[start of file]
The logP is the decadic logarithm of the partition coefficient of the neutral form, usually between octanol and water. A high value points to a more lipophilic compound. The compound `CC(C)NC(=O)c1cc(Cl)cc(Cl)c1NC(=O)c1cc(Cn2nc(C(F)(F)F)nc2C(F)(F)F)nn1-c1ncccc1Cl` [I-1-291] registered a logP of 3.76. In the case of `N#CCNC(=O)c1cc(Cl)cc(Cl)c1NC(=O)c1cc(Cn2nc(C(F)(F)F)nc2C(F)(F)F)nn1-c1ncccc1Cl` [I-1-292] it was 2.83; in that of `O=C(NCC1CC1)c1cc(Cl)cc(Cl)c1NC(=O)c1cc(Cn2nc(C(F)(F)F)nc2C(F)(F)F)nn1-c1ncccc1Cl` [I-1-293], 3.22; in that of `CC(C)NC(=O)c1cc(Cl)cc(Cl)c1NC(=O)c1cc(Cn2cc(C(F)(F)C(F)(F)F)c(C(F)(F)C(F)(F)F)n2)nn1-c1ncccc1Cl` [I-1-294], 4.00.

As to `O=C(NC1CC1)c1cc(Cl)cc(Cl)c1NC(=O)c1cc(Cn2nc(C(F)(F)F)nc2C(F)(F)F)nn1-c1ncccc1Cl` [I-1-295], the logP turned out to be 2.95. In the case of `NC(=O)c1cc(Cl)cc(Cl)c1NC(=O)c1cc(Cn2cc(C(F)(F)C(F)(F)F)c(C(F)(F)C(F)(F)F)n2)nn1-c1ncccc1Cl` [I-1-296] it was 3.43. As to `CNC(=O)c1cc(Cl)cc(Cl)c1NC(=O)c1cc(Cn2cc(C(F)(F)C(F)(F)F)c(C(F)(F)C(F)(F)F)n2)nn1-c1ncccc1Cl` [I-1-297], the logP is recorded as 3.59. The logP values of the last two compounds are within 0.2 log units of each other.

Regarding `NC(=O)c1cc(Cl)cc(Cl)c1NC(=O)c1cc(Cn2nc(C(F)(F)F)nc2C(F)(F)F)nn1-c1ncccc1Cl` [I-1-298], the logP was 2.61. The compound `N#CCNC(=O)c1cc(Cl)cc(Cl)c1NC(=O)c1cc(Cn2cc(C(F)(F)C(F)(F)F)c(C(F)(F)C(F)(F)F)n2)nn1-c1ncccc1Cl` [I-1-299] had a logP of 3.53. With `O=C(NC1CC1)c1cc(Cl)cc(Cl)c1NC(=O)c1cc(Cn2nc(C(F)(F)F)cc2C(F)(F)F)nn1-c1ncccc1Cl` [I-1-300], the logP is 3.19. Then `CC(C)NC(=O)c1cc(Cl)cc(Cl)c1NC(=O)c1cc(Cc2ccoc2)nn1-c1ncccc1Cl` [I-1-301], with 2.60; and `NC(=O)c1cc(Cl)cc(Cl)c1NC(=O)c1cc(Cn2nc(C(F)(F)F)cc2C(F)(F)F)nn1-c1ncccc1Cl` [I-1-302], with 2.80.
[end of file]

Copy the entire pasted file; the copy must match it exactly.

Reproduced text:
The logP is the decadic logarithm of the partition coefficient of the neutral form, usually between octanol and water. A high value points to a more lipophilic compound. The compound `CC(C)NC(=O)c1cc(Cl)cc(Cl)c1NC(=O)c1cc(Cn2nc(C(F)(F)F)nc2C(F)(F)F)nn1-c1ncccc1Cl` [I-1-291] registered a logP of 3.76. In the case of `N#CCNC(=O)c1cc(Cl)cc(Cl)c1NC(=O)c1cc(Cn2nc(C(F)(F)F)nc2C(F)(F)F)nn1-c1ncccc1Cl` [I-1-292] it was 2.83; in that of `O=C(NCC1CC1)c1cc(Cl)cc(Cl)c1NC(=O)c1cc(Cn2nc(C(F)(F)F)nc2C(F)(F)F)nn1-c1ncccc1Cl` [I-1-293], 3.22; in that of `CC(C)NC(=O)c1cc(Cl)cc(Cl)c1NC(=O)c1cc(Cn2cc(C(F)(F)C(F)(F)F)c(C(F)(F)C(F)(F)F)n2)nn1-c1ncccc1Cl` [I-1-294], 4.00.

As to `O=C(NC1CC1)c1cc(Cl)cc(Cl)c1NC(=O)c1cc(Cn2nc(C(F)(F)F)nc2C(F)(F)F)nn1-c1ncccc1Cl` [I-1-295], the logP turned out to be 2.95. In the case of `NC(=O)c1cc(Cl)cc(Cl)c1NC(=O)c1cc(Cn2cc(C(F)(F)C(F)(F)F)c(C(F)(F)C(F)(F)F)n2)nn1-c1ncccc1Cl` [I-1-296] it was 3.43. As to `CNC(=O)c1cc(Cl)cc(Cl)c1NC(=O)c1cc(Cn2cc(C(F)(F)C(F)(F)F)c(C(F)(F)C(F)(F)F)n2)nn1-c1ncccc1Cl` [I-1-297], the logP is recorded as 3.59. The logP values of the last two compounds are within 0.2 log units of each other.

Regarding `NC(=O)c1cc(Cl)cc(Cl)c1NC(=O)c1cc(Cn2nc(C(F)(F)F)nc2C(F)(F)F)nn1-c1ncccc1Cl` [I-1-298], the logP was 2.61. The compound `N#CCNC(=O)c1cc(Cl)cc(Cl)c1NC(=O)c1cc(Cn2cc(C(F)(F)C(F)(F)F)c(C(F)(F)C(F)(F)F)n2)nn1-c1ncccc1Cl` [I-1-299] had a logP of 3.53. With `O=C(NC1CC1)c1cc(Cl)cc(Cl)c1NC(=O)c1cc(Cn2nc(C(F)(F)F)cc2C(F)(F)F)nn1-c1ncccc1Cl` [I-1-300], the logP is 3.19. Then `CC(C)NC(=O)c1cc(Cl)cc(Cl)c1NC(=O)c1cc(Cc2ccoc2)nn1-c1ncccc1Cl` [I-1-301], with 2.60; and `NC(=O)c1cc(Cl)cc(Cl)c1NC(=O)c1cc(Cn2nc(C(F)(F)F)cc2C(F)(F)F)nn1-c1ncccc1Cl` [I-1-302], with 2.80.